Study findings have implications for improving effective diagnosis and treatment of child malaria in malaria-endemic countries. If the Millennium Development Goal 6 of reversing malaria incidence by 2015 particularly among children is to be achieved, evidently, it is time to examine the contextual factors that are essential for effective diagnosis and treatment of child malaria among children in clinical settings. The results presented in this paper are timely given the increased interest in factors that influence mis- and over-diagnosis of malaria in clinical setting. However, more research is necessary to assess whether these findings remain valid in different clinical settings (i.e., rural clinics and, private versus government owned clinic) and with different participants (i.e., mothers in community settings).

Conflict of Interests

The authors declare that they have no conflict of interests.

Authors’ Contribution

Juliet Iwelunmor had the original idea for this study which was refined by Collins O. Airhihenbuwa. Juliet Iwelunmor carried out the study. Collins O. Airhihenbuwa and Ayoade Adedokun were involved throughout in supervising the research and in discussing the findings. Gary King contributed to ongoing discussions and commented on the finished paper.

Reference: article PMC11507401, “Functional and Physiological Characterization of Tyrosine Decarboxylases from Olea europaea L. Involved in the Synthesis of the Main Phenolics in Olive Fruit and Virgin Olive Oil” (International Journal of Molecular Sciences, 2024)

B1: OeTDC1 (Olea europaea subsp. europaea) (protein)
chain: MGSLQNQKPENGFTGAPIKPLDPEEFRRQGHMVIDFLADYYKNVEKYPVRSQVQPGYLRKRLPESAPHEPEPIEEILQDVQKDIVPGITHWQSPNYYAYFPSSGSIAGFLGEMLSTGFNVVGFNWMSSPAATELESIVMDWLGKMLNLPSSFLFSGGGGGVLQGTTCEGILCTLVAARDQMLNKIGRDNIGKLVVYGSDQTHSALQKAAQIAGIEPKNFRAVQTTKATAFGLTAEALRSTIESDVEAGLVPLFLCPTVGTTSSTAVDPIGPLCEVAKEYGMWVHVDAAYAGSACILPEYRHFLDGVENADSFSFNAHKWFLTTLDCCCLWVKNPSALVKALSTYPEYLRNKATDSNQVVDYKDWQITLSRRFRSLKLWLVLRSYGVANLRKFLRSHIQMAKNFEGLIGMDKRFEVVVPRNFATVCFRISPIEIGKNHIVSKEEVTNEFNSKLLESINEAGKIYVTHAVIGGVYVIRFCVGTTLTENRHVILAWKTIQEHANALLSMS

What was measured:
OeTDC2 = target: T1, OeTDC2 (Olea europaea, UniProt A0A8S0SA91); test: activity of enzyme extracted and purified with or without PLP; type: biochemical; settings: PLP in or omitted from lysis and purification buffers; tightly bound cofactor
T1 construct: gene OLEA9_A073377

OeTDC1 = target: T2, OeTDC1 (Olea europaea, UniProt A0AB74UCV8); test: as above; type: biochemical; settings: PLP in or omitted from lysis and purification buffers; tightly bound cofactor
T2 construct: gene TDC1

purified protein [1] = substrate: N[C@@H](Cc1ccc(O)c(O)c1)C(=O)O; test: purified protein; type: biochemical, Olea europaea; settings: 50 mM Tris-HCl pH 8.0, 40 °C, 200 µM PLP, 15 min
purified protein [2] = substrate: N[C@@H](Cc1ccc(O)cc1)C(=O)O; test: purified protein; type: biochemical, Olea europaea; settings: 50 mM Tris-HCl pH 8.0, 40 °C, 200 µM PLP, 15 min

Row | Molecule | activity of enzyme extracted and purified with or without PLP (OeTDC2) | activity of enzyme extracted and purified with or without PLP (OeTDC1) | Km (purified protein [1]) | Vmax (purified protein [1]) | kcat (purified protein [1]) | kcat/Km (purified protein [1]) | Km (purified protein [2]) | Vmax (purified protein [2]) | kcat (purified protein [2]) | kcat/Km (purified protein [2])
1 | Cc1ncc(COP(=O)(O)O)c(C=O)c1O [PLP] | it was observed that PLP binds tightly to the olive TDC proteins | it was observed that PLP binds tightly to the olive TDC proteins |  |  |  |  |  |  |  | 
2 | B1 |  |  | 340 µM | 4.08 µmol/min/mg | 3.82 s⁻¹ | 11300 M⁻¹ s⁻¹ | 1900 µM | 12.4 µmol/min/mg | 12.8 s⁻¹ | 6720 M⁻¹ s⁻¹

Acknowledgments

This study was supported by the National Institutes of Health Eunice Shriver National Institute of Child Health and Human Development Predoctoral Fellowship Award Grant no. 1F31HD061196-01A1 and the Penn State African Research Center. We thank the participants who gave generously of their time and the staff of the clinic where this study was conducted for their support for allowing this study to be carried out. We also thank the following for medical doctors for their support during data collection: Drs. Adelakun, Afadapa, Balogun, Disu, Nwosu, and Oladipo.